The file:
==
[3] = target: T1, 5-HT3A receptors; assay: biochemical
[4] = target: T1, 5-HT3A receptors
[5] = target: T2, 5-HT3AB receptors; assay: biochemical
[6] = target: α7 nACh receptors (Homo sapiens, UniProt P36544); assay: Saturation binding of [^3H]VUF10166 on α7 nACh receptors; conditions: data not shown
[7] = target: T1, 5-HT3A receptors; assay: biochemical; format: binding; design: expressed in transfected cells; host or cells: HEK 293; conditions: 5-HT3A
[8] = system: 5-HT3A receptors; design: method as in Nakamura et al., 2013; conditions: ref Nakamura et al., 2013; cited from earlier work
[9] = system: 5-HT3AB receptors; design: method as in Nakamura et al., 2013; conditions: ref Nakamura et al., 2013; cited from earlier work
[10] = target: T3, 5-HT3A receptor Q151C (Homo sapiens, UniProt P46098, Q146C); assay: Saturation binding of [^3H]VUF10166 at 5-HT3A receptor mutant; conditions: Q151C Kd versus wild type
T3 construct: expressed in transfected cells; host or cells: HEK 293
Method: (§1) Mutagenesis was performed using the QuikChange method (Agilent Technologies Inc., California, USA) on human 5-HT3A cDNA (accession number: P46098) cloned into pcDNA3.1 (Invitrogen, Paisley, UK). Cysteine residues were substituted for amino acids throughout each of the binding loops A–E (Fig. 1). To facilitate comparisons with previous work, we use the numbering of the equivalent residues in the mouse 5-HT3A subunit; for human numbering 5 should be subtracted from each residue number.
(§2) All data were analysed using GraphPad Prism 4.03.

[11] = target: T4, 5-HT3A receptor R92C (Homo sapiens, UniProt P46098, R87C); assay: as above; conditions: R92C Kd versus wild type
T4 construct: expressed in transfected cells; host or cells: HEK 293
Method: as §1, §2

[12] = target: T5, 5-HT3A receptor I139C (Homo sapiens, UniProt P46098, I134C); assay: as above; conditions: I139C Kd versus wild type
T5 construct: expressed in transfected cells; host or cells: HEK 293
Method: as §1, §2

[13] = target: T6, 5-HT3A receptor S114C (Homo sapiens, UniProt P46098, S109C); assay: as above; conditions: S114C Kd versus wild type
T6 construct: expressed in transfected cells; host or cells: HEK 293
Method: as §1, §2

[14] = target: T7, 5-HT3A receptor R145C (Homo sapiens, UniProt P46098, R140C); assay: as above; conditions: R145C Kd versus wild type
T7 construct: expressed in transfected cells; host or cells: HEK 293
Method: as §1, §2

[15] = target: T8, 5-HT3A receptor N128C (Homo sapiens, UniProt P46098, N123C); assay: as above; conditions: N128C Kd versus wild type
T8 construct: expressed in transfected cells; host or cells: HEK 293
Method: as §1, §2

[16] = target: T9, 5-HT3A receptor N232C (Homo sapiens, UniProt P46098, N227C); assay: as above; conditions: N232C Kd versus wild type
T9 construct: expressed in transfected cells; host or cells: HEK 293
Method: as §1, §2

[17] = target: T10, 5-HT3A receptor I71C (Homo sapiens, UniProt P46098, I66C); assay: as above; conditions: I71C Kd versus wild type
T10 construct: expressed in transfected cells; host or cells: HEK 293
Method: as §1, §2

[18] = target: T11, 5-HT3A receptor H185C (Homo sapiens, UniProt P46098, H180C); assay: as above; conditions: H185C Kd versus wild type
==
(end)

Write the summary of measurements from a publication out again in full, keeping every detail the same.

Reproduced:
[3] = target: T1, 5-HT3A receptors; assay: biochemical
[4] = target: T1, 5-HT3A receptors
[5] = target: T2, 5-HT3AB receptors; assay: biochemical
[6] = target: α7 nACh receptors (Homo sapiens, UniProt P36544); assay: Saturation binding of [^3H]VUF10166 on α7 nACh receptors; conditions: data not shown
[7] = target: T1, 5-HT3A receptors; assay: biochemical; format: binding; design: expressed in transfected cells; host or cells: HEK 293; conditions: 5-HT3A
[8] = system: 5-HT3A receptors; design: method as in Nakamura et al., 2013; conditions: ref Nakamura et al., 2013; cited from earlier work
[9] = system: 5-HT3AB receptors; design: method as in Nakamura et al., 2013; conditions: ref Nakamura et al., 2013; cited from earlier work
[10] = target: T3, 5-HT3A receptor Q151C (Homo sapiens, UniProt P46098, Q146C); assay: Saturation binding of [^3H]VUF10166 at 5-HT3A receptor mutant; conditions: Q151C Kd versus wild type
T3 construct: expressed in transfected cells; host or cells: HEK 293
Method: (§1) Mutagenesis was performed using the QuikChange method (Agilent Technologies Inc., California, USA) on human 5-HT3A cDNA (accession number: P46098) cloned into pcDNA3.1 (Invitrogen, Paisley, UK). Cysteine residues were substituted for amino acids throughout each of the binding loops A–E (Fig. 1). To facilitate comparisons with previous work, we use the numbering of the equivalent residues in the mouse 5-HT3A subunit; for human numbering 5 should be subtracted from each residue number.
(§2) All data were analysed using GraphPad Prism 4.03.

[11] = target: T4, 5-HT3A receptor R92C (Homo sapiens, UniProt P46098, R87C); assay: as above; conditions: R92C Kd versus wild type
T4 construct: expressed in transfected cells; host or cells: HEK 293
Method: as §1, §2

[12] = target: T5, 5-HT3A receptor I139C (Homo sapiens, UniProt P46098, I134C); assay: as above; conditions: I139C Kd versus wild type
T5 construct: expressed in transfected cells; host or cells: HEK 293
Method: as §1, §2

[13] = target: T6, 5-HT3A receptor S114C (Homo sapiens, UniProt P46098, S109C); assay: as above; conditions: S114C Kd versus wild type
T6 construct: expressed in transfected cells; host or cells: HEK 293
Method: as §1, §2

[14] = target: T7, 5-HT3A receptor R145C (Homo sapiens, UniProt P46098, R140C); assay: as above; conditions: R145C Kd versus wild type
T7 construct: expressed in transfected cells; host or cells: HEK 293
Method: as §1, §2

[15] = target: T8, 5-HT3A receptor N128C (Homo sapiens, UniProt P46098, N123C); assay: as above; conditions: N128C Kd versus wild type
T8 construct: expressed in transfected cells; host or cells: HEK 293
Method: as §1, §2

[16] = target: T9, 5-HT3A receptor N232C (Homo sapiens, UniProt P46098, N227C); assay: as above; conditions: N232C Kd versus wild type
T9 construct: expressed in transfected cells; host or cells: HEK 293
Method: as §1, §2

[17] = target: T10, 5-HT3A receptor I71C (Homo sapiens, UniProt P46098, I66C); assay: as above; conditions: I71C Kd versus wild type
T10 construct: expressed in transfected cells; host or cells: HEK 293
Method: as §1, §2

[18] = target: T11, 5-HT3A receptor H185C (Homo sapiens, UniProt P46098, H180C); assay: as above; conditions: H185C Kd versus wild type